Southy Nelson

This information is contributed by John Warren

In Charleston, SC, on November 4, 1775, Southy/Southey/Southway Nelson (said to have been born in 1722) enlisted, along with a John Nelson (believed to be a brother, enlisted as a private in the same company) to fight on the American side of the Revolution (Captain Joseph Elliottís (?) Company C of the 1st Carolina Regiment, Commanded by Charles Cotesworth Pickney). According to family lore and a book by Pat Alderman (Overmountain Men) Southy fought in the Battle of Kings Mountain.

By 1778, Southy was settled in what is now Washington County, Tenn. A list of "Early East Tennessee Taxpayers" has Southy owing poll tax on 100 pounds of personal property; tax 1-0-6 (in English currency, pounds, shillings and pence) or 1 pound and 6 pence. His last pay stub from the Revolutionary War (dated 1783, and found in the North Carolina State Archives) has him a resident of Washington and Sullivan Counties, NC. In 1797, a Southy purchased 100 acres of land from a Henry Shields on the Nolachuckey River in what is now Eastern Tennessee.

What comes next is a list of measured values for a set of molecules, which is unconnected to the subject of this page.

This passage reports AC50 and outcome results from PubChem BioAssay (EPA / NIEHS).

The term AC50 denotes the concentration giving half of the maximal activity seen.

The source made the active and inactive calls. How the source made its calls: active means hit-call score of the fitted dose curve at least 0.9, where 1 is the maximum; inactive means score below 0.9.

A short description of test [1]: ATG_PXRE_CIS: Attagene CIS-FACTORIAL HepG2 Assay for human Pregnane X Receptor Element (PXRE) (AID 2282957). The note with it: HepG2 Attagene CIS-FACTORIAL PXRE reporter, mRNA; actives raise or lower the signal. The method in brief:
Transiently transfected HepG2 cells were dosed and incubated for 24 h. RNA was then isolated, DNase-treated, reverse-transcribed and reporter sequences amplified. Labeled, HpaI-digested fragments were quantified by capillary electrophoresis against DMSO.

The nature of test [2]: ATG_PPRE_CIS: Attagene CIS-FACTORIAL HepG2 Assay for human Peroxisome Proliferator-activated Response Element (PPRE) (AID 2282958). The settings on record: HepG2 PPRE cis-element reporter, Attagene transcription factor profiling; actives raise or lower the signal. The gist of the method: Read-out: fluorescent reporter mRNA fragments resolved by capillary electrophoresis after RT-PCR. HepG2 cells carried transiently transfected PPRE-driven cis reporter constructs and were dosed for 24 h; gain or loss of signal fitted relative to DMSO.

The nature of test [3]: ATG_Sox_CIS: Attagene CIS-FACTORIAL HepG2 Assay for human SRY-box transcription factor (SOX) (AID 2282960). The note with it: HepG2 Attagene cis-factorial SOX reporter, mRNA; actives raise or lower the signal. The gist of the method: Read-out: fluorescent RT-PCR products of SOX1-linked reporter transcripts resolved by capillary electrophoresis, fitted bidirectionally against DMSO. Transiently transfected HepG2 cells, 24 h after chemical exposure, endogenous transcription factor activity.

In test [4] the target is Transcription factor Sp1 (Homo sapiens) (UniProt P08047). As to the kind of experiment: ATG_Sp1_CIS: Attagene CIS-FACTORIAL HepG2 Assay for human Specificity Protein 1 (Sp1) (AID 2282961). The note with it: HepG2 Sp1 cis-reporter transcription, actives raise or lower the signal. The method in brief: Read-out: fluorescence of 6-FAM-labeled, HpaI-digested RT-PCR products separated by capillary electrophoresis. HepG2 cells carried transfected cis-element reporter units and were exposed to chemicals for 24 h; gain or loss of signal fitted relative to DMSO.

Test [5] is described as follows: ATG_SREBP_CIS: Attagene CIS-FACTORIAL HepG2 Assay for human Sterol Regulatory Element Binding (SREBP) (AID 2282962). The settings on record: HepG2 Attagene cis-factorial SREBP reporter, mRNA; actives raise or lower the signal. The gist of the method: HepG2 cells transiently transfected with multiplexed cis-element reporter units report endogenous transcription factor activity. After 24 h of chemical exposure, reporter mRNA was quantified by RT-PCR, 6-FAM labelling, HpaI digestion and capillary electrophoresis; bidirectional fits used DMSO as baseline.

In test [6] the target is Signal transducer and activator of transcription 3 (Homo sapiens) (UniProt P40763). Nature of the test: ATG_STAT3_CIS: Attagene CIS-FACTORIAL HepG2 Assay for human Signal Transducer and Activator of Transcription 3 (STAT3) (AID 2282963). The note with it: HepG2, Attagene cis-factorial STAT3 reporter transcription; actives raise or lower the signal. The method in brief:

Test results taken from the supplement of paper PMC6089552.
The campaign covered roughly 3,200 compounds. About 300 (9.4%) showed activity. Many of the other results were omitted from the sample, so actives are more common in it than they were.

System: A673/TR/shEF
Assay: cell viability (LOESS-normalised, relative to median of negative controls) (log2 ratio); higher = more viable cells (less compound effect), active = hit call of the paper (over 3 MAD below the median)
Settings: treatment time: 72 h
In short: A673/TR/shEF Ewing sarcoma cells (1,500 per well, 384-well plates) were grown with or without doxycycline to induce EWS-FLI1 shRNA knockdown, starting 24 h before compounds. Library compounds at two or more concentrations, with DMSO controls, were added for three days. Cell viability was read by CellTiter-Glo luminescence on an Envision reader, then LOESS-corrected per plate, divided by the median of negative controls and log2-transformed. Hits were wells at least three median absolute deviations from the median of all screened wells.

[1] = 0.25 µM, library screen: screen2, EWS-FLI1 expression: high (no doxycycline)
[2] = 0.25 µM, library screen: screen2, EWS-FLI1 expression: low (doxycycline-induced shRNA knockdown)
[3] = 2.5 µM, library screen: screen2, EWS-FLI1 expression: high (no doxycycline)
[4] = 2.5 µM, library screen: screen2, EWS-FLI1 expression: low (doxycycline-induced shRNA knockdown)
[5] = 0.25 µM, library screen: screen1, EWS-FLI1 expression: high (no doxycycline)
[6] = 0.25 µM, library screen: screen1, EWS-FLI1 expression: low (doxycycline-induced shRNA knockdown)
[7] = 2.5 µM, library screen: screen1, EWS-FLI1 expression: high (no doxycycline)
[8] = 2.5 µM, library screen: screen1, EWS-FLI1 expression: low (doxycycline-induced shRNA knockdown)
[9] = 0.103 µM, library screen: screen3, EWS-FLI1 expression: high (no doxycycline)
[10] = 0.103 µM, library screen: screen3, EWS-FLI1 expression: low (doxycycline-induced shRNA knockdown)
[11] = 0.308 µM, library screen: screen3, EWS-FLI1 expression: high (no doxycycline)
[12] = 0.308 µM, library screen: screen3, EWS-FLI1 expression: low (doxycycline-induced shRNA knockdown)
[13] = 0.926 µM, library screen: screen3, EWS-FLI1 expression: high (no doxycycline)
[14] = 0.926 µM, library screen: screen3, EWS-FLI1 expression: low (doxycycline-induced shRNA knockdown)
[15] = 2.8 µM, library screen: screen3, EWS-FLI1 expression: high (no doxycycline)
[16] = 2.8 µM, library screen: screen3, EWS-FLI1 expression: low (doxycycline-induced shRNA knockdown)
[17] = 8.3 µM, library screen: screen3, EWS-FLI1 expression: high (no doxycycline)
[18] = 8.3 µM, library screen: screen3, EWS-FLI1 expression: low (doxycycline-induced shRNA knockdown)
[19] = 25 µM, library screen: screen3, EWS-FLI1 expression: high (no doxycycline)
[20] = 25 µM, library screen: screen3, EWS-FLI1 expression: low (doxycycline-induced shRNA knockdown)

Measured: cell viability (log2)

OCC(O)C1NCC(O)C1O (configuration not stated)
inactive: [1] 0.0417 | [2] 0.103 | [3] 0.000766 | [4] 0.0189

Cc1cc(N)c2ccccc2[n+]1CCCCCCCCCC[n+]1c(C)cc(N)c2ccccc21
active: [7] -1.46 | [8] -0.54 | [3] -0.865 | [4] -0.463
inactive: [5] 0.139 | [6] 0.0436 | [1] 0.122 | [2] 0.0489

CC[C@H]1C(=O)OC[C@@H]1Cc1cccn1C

Southy probably had a son also named Southy/Southey (died about 1836, Washington County, TN) who has been confused with the father in the family history.

We have no idea of the name of Southy Jr.ís wife, but we know that his children were Henry, John (m. Tabetha Kindle, 1823 in Greene Co. (Formerly Washington Co., TN; their son David moved to Bismark MO), William Riley, Polly, David, Elijah/Elisha (b. 1790; bur. in Nelson Cemetery, Dent Co., MO; married Elizabeth Henry? (b. 1791, VA; bur. in Nelson Cemetery, Dent Co., MO); and Aarva.

During the War of 1812, Southey Nelson Jr. served in the East Tennessee Drafted Militia under Colonel William Johnson in Captain Andrew Lawson's Company (September 20, 1814 - May 3, 1815) along with James Nelson, a substitute for James Harvey (War of 1812 info from TNGENWEB, Washington County) A Southey Nelson is also listed as a Washington County taxpayer for the year 1819. A record of a sale of land upon the death of Southey Nelson in 1836 list his sons John and Henry Nelson as his administrators.

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